essay how to write

essay how to write

If you are given an assignment to write a one-page essay, it would be far too much to write about “the history of the US,” since that could fill entire volumes of books. Instead, you could write about a specific event within the history of the United States: perhaps signing the Declaration of Independence or when Columbus discovered the Americas.
For some, writing an essay is as simple as sitting down at their computer and beginning to type. But, a lot more planning goes into writing an essay successfully. If you have never written an essay before, or if you struggle with writing and want to improve your skills, it is a good idea to follow a number of important steps in the essay writing process.

A common structural flaw in college essays is the “walk-through” (also labeled “summary” or “description”). Walk-through essays follow the structure of their sources rather than establishing their own. Such essays generally have a descriptive thesis rather than an argumentative one. Be wary of paragraph openers that lead off with “time” words (“first,” “next,” “after,” “then”) or “listing” words (“also,” “another,” “in addition”). Although they don’t always signal trouble, these paragraph openers often indicate that an essay‘s thesis and structure need work: they suggest that the essay simply reproduces the chronology of the source text (in the case of time words: first this happens, then that, and afterwards another thing . . . ) or simply lists example after example (“In addition, the use of color indicates another way that the painting differentiates between good and evil”).
It’s helpful to think of the different essay sections as answering a series of questions your reader might ask when encountering your thesis. (Readers should have questions. If they don’t, your thesis is most likely simply an observation of fact, not an arguable claim.)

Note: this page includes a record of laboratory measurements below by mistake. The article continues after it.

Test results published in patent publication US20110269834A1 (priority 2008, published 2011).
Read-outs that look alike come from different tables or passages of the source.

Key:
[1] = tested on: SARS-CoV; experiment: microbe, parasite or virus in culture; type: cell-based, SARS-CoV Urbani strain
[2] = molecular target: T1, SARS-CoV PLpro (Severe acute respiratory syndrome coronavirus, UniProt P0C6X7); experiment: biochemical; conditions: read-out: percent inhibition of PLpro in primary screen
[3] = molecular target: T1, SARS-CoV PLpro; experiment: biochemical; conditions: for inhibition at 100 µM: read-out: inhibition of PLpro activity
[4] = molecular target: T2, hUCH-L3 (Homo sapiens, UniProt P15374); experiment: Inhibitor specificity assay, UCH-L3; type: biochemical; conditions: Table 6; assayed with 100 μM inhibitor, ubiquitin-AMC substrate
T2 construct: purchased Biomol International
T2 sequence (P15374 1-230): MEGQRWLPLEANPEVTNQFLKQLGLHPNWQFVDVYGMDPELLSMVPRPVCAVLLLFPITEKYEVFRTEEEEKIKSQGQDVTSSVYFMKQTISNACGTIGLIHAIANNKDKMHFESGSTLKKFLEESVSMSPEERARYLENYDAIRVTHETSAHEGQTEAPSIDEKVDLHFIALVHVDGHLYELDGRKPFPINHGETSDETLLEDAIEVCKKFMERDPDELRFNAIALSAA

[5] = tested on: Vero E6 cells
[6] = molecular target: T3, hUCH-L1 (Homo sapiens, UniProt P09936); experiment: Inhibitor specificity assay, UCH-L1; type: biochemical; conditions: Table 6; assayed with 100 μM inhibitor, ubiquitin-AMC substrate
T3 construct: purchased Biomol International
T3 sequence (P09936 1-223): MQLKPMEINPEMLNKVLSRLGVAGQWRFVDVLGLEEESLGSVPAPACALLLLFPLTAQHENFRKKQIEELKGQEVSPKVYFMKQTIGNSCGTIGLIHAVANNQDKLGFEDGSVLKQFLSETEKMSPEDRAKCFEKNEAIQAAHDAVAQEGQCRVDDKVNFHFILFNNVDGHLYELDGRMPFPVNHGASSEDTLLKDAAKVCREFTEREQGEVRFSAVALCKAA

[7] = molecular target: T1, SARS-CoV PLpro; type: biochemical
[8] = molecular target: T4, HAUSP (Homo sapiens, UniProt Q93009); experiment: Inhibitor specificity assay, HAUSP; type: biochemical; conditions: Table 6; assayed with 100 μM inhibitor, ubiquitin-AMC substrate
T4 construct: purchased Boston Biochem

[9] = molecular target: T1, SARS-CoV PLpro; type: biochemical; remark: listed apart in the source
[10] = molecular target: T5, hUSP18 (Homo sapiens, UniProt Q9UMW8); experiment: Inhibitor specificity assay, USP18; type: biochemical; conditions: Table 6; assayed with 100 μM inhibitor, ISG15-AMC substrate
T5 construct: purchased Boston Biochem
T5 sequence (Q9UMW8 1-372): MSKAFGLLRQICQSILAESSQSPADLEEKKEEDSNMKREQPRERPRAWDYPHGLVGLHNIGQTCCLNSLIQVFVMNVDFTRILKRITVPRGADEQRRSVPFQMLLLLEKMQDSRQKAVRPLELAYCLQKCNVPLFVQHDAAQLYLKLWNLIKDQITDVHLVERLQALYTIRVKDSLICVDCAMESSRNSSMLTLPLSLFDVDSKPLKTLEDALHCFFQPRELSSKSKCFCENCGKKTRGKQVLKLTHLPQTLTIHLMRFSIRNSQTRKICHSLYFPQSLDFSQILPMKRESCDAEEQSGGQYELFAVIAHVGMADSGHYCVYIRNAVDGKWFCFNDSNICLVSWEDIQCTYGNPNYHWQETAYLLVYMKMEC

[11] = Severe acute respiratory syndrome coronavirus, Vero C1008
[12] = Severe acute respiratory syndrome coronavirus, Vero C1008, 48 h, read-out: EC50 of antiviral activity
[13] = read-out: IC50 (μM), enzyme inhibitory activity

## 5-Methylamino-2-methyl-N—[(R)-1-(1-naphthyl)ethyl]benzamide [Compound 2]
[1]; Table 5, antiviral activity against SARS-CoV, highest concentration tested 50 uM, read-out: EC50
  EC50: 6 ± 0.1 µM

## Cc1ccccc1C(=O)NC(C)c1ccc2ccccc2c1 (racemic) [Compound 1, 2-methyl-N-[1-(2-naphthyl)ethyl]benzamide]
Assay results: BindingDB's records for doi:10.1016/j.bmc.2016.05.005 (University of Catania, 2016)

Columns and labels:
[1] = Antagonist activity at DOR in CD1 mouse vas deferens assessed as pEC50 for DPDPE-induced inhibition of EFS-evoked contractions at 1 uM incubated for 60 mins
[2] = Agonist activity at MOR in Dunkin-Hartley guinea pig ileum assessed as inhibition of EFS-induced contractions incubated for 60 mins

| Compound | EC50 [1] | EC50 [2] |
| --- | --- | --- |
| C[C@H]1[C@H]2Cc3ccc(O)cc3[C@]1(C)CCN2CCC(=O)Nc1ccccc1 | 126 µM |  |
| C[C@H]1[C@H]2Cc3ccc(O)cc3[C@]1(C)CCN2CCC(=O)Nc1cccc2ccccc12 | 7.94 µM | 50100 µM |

Topic sentences are used to create smooth transitions between paragraphs.
After you have hooked the reader, it is important to give context that will help your reader understand your argument. This might involve providing background information, giving an overview of important academic work or debates on the topic, and explaining difficult terms. Don’t provide too much detail in the introduction—you can elaborate in the body of your essay.

Essay how to write
At this stage, you’ll need a laptop to start writing the essay. It’s best to use one that’s particularly comfortable due to the hours it will take to craft. To find one that’s suitable, you can check out the best laptop for writers which is based on the ergonomic design of the device to make it easy for essay writers. This recommendation is from LaptopUnboxed.com which is a website that specializes in reviewing laptops and electronics.
This is the most crucial stage in essay writing. Once you know the question asked you can be able to identify the type of essay. Highlight the keywords; ‘compare,’ ‘contrast’ ‘discuss,’ ‘explain’ ‘evaluate’ and identify any limiting words, e.g., during the 21st century, within Europe, etc.

Essay how to write
This should be the fourth or fifth time you have repeated your thesis so while you should use a variety of word choice in the body paragraphs it is a acceptable idea to use some (but not all) of the original language you used in the introduction. This echoing effect not only reinforces your argument but also ties it nicely to the second key element of the conclusion: a brief (two or three words is enough) review of the three main points from the body of the paper.
Effective conclusions open with a concluding transition (“in conclusion,” “in the end,” etc.) and an allusion to the “hook” used in the introductory paragraph. After that you should immediately provide a restatement of your thesis statement.

References:

http://writingcenter.fas.harvard.edu/pages/essay-structure
http://www.scribbr.com/category/academic-essay/
http://www.bmmagazine.co.uk/in-business/8-tips-for-writing-an-excellent-essay/
http://www.internationalstudent.com/essay_writing/essay_tips/
http://writingcenter.fas.harvard.edu/pages/essay-structure

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